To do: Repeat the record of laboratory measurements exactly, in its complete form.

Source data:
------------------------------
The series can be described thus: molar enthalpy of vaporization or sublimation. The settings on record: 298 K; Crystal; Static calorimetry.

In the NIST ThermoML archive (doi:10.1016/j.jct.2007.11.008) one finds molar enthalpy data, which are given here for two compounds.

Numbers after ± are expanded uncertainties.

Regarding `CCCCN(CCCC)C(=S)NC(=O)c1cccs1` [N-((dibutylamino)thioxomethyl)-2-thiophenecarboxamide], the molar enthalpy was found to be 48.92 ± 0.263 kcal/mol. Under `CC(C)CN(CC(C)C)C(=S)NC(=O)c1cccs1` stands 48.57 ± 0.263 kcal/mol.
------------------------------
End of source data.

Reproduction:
The series can be described thus: molar enthalpy of vaporization or sublimation. The settings on record: 298 K; Crystal; Static calorimetry.

In the NIST ThermoML archive (doi:10.1016/j.jct.2007.11.008) one finds molar enthalpy data, which are given here for two compounds.

Numbers after ± are expanded uncertainties.

Regarding `CCCCN(CCCC)C(=S)NC(=O)c1cccs1` [N-((dibutylamino)thioxomethyl)-2-thiophenecarboxamide], the molar enthalpy was found to be 48.92 ± 0.263 kcal/mol. Under `CC(C)CN(CC(C)C)C(=S)NC(=O)c1cccs1` stands 48.57 ± 0.263 kcal/mol.